Monday, September 15, 2008


Paul writes from Dover: “TV commentators discussing Hurricane Ike kept using the word landfall. I’m familiar with snowfall and rainfall, where the elements literally fall from the sky, but doesn’t a hurricane approach horizontally?”

Paul, if you ever have a chance to look up the word fall in an unabridged dictionary, be prepared to spend some time wading through details. The idea of gravity at work is primary, of course, but one of the subsequent meanings is, “to come upon or arrive.”

The original use of landfall referred to a ship arriving at a plotted course. We find this in 1627 in Captain Smith’s Seaman’s Grammar, ix. 43: “A good Land fall is when we fall iust with our reckoning, if otherwise a bad Land fall.”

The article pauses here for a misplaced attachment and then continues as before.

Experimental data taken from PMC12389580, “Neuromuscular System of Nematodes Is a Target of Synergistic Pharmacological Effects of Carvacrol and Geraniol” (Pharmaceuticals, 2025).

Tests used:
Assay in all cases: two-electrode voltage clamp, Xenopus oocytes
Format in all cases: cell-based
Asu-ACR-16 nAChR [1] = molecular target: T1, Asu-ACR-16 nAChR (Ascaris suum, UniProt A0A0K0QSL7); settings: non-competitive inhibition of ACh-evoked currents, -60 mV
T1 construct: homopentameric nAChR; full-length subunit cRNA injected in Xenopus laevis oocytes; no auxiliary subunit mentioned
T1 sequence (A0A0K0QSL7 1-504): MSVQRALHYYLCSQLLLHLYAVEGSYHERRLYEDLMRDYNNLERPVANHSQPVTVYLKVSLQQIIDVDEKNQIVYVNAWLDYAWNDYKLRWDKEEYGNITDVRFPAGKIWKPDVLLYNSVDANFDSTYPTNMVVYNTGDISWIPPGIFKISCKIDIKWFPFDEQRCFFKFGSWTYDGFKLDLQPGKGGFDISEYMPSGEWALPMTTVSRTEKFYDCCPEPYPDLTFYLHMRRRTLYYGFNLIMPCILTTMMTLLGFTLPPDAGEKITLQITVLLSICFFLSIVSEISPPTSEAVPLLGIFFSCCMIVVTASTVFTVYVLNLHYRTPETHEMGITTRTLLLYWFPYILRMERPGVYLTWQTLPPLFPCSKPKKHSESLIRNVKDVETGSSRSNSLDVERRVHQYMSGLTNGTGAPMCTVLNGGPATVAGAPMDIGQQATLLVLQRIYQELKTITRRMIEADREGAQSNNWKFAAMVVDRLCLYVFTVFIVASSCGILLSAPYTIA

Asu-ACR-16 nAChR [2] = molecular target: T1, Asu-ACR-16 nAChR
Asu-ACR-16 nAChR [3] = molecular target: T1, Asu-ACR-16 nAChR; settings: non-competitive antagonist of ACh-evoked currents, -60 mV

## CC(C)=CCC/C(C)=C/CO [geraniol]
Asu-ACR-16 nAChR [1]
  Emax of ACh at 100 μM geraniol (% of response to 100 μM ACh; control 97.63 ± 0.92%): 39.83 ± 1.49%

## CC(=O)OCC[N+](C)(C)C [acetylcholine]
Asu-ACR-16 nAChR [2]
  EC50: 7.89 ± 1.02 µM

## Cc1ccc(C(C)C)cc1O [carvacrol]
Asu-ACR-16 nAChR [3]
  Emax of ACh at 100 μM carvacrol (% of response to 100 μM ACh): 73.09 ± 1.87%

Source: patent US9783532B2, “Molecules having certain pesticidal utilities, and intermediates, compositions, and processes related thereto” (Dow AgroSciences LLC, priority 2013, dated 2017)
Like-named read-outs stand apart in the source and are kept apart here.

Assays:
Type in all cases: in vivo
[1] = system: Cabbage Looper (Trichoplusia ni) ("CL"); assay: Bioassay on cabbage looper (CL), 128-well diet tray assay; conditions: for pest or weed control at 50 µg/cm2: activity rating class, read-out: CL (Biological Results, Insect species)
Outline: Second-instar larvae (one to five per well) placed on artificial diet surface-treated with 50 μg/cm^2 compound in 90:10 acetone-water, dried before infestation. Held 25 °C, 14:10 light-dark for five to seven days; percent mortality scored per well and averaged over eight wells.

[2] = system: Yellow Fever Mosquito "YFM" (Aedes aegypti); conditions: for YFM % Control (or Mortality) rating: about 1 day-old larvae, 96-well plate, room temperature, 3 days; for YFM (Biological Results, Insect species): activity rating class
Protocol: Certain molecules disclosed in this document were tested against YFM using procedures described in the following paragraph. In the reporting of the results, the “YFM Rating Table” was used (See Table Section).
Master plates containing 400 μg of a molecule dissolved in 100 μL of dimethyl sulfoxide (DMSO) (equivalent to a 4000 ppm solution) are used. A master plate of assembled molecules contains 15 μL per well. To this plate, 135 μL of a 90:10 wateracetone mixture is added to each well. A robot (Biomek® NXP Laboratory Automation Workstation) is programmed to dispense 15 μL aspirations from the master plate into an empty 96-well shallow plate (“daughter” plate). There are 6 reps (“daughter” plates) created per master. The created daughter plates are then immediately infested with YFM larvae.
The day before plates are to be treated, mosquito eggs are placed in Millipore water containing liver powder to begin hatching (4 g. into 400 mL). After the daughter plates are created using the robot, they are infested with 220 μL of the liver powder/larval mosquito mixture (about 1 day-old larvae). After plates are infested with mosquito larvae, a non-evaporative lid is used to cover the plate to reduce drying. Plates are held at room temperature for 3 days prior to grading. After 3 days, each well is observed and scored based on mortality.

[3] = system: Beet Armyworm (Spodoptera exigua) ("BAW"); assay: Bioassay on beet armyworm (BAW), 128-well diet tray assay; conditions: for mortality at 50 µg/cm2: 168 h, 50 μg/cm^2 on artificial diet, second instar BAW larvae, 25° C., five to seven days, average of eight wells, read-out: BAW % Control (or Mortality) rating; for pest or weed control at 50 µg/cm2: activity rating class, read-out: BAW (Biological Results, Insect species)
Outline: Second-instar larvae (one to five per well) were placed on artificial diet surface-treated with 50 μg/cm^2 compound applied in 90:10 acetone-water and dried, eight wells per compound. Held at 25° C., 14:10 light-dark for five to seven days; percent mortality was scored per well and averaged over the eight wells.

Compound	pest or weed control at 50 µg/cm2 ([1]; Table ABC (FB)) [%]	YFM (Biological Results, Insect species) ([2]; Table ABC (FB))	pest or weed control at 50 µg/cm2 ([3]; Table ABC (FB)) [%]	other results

When the Aviation Age arrived, the word was also applied to a plane arriving at land after a flight over the sea. (1908, H. G. Wells, War in Air, vi. 194: “New York had risen out of the blue indistinctness of the landfall.”) By 1974, landfall was also being applied to the place where an undersea pipeline reaches land.

SIDEBAR: Hurricane Ike

Now available from McFarland & Co.: Word Parts Dictionary, 2nd edition

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